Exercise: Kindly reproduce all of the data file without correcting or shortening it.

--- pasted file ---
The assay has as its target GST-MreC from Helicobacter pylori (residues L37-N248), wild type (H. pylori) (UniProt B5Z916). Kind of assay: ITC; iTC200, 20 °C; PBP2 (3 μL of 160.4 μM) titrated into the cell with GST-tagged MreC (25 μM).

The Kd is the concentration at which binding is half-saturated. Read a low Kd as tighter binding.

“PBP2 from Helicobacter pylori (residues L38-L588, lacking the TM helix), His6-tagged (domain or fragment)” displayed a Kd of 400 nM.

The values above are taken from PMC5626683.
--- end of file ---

The assay has as its target GST-MreC from Helicobacter pylori (residues L37-N248), wild type (H. pylori) (UniProt B5Z916). Kind of assay: ITC; iTC200, 20 °C; PBP2 (3 μL of 160.4 μM) titrated into the cell with GST-tagged MreC (25 μM).

The Kd is the concentration at which binding is half-saturated. Read a low Kd as tighter binding.

“PBP2 from Helicobacter pylori (residues L38-L588, lacking the TM helix), His6-tagged (domain or fragment)” displayed a Kd of 400 nM.

The values above are taken from PMC5626683.